Here it is, The Glass Man.
A man works for a mysterious company in an attempt to undo the fatal curse that has turned his leg into glass and terminally crippled his daughter. The company is said to be able to grant wishes to their employees, but he begins to doubt their power.
Title card from my film
My film, The Glass Man, is finally complete. It is an hour and twelve minutes long, so uploading this to YouTube or anywhere else will be a bit of a hassle, but it’s coming soon.
The Traveling Players (1975), directed by Theo Angelopoulos
Of all the influential, internationally acclaimed directors, Angelopoulos seems to be among the least well-known—at least in America, as far as I can tell. It is a shame when great art is ignored, but I can certainly see why his films have not interested many movie-goers. The Traveling Players has become one of my all time favorite films, but not without struggling with it first.
The film deals with a group of traveling actors attempting to perform the classic Greek drama, Golfo the Shepherdess during the Axis occupation of Greece during World War II, but it is always interrupted by some dramatic interference from the war. But there is much more going on here than a war-story—from what can be gathered from its dense narrative, parallels are drawn between the 20th-century characters and the Orestes myth of ancient Greece, creating a vast tapestry of a story juxtaposing ancient history and modern history, fact and fiction. The intensely historical nature of this film will certainly alienate those who are not familiar with ancient and modern Greek history, and to make matters more complicated, the film presents itself as a series of ambiguous yet clearly related scenes where no explanation as to who’s who or what’s happening or why is given. The surreal atmosphere is so thick it feels like a dream printed on celluloid—each shot runs for several minutes straight (only 80 shots in a 4 hour film, some shots up to ten minutes long), beautifully swooping and gliding around the action by a very controlled hand; flashbacks right in the middle of a shot without cutting, and a glacial pace that hypnotizes you into a trance much like the feeling you might get from watching 2001: A Space Odyssey, or Werckmeister Harmonies.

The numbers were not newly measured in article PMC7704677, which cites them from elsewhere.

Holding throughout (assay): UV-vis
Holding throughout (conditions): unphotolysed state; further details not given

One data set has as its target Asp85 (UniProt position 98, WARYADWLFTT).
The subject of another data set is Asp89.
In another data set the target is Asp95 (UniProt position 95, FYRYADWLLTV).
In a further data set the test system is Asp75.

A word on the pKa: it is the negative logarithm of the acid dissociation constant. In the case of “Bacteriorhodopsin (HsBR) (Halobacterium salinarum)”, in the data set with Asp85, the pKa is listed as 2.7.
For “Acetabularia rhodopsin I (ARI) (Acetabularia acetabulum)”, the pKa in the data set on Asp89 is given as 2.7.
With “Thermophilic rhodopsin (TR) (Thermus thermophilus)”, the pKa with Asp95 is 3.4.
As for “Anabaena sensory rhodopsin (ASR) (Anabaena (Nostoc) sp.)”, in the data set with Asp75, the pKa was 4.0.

The first time I saw this movie, I did not like it, and felt that it just wasn’t good storytelling to keep such a huge epic completely inaccessible. But upon a second viewing, I was so captivated by it that I sat though the entire four hours without pausing once, and walked out of my darkened room disoriented and moved, without knowing entirely why. The film haunted me for weeks, I couldn’t get out of my head. From this second viewing I think I have figured out what was going on and why the director chose to shoot it (and most of his other films) in such a strange and mysterious style. (Imagine reading Ulysses or Gravity’s Rainbow, but on film.) The film is not about its characters on a personal level, but more about the tides of history and how such gigantic historical forces beyond anyone’s control affects lives and nations. This isn’t an intimate film about the lives and emotions of a few characters, it’s about all of Greece over its thousands of years of existence, perhaps about all of the human race. I think any artist can write about their own experiences and feelings, but I think it takes a great mind to successfully make a work of art that deals with things larger than themselves.